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It was little like a grown-up science fair meets the television show "Shark Tank." Tuesday at the White House, a group of elite entrepreneurs showed off their stuff, in some cases shooting for the moon, at the first-ever White House Demo Day. President Barack Obama called them the best and brightest and joked, "Keep in mind that in about 18 months I’m going to need a job. I’ve got some skills."
The president toured the State Floor of the White House where 30 startup owners showed off the businesses they built from scratch. Talking teddy bears and space robots stood alongside perfectly tied bowties and even smarter smartphone apps. And the entrepreneurs are dreaming big. They included representatives of Astrobotic, a company that hopes to become the FedEx or UPS to the moon, and Base Directory, an app that wants to become the TripAdvisor for military base personnel.
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John Thornton, CEO of Astrobotic, said the Pittsburgh-based company is working on sending everything from scientific instruments from Mexico to 80,000 Japanese children’s time-capsule messages to the moon. The first delivery mission is scheduled to take place sometime at the end of 2017.
"MoonMail," as the company's project is called, allows an individual to spend a few hundred dollars to send a personal memento to the moon. It could cost scientists half a million dollars per pound to ship their instruments.
"It’s expensive to you and me, but to space agencies it’s very affordable and a fraction of what it would cost otherwise to send something to the moon," Thornton said.
Base Directory, meanwhile, is now getting 100,000 users per month The people behind the app, Navy officer Billy Griffin and Tony Hatala, a Marine captain, met in 2010 in San Diego when they were both deploying to the Middle East. The app compiles information around military bases and tells service members where they can fill up their gas tanks or find an ATM.
"This is hugely helpful," Obama told the pair. "Is the Pentagon just going to say, 'we should have thought of this?'"
"It’s pretty fun to be able to talk about this thing you put your heart and soul into with the most important person in the world, Hatala said.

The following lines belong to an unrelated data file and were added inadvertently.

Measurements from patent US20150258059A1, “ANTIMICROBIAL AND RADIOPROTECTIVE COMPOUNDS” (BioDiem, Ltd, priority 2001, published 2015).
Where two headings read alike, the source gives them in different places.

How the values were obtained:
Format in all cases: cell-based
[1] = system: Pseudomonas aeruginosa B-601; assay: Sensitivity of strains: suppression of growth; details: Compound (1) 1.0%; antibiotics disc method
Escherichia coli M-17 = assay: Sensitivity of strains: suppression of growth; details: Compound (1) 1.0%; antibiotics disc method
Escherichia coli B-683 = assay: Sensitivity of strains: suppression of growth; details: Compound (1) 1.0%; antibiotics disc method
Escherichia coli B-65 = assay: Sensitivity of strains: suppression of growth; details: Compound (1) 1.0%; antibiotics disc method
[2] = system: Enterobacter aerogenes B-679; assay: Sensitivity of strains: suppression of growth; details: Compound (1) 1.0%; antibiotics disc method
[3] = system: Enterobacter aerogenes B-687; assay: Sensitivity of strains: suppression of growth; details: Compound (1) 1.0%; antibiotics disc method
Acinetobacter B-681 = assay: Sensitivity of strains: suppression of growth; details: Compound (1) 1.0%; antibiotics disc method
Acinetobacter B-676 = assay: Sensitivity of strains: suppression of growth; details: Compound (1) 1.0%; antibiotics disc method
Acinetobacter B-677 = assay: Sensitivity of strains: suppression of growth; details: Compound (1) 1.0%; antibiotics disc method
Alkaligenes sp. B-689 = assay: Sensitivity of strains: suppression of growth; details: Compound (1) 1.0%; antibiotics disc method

Obama also learned about Duolingo, a free app created by Luis von Ahn and Gina Gotthilf, from Pittsburgh. The app helps users learn languages.
"Right now I’m not allowed to have a smartphone," the president joked, although he’s known to have a Blackberry. Obama noted his high school Spanish is "painful" and he hopes to take advantage of the app once he’s out of office. "I have the vocabulary of a 2-year-old," he said.
Entrepreneur Aaron Horowitz invented a talking teddy bear that allows sick children to feed and diagnose a toy with the same chronic illness they have, like diabetes. Interacting with the toy helps kids ages 4 to 9 learn about their conditions and takes some of the stress out of their sicknesses. Horowitz showed the president Jerry the talking bear, which was preprogrammed to wish the commander in chief a happy birthday. (Obama turned 54 on Tuesday.)
"It’s great when somebody really connects with it, and I think that in part because of a lot of Michelle’s work in healthy eating and nutrition and exercise, I would hope this hit close to home in that way,” Horowitz said.
The president also saw demonstrations from Emerald, a fall-detection system for the elderly, and Partpic, a technology helps customers replace parts like screws to everyday items by simply taking a few pictures with a smartphone.
In connection with the White House Demo Day, the Small Business Administration announced awards of $4.4 million to 88 startup accelerators and 27 prizes of $50,000 each to cities and Native American communities to help them start businesses.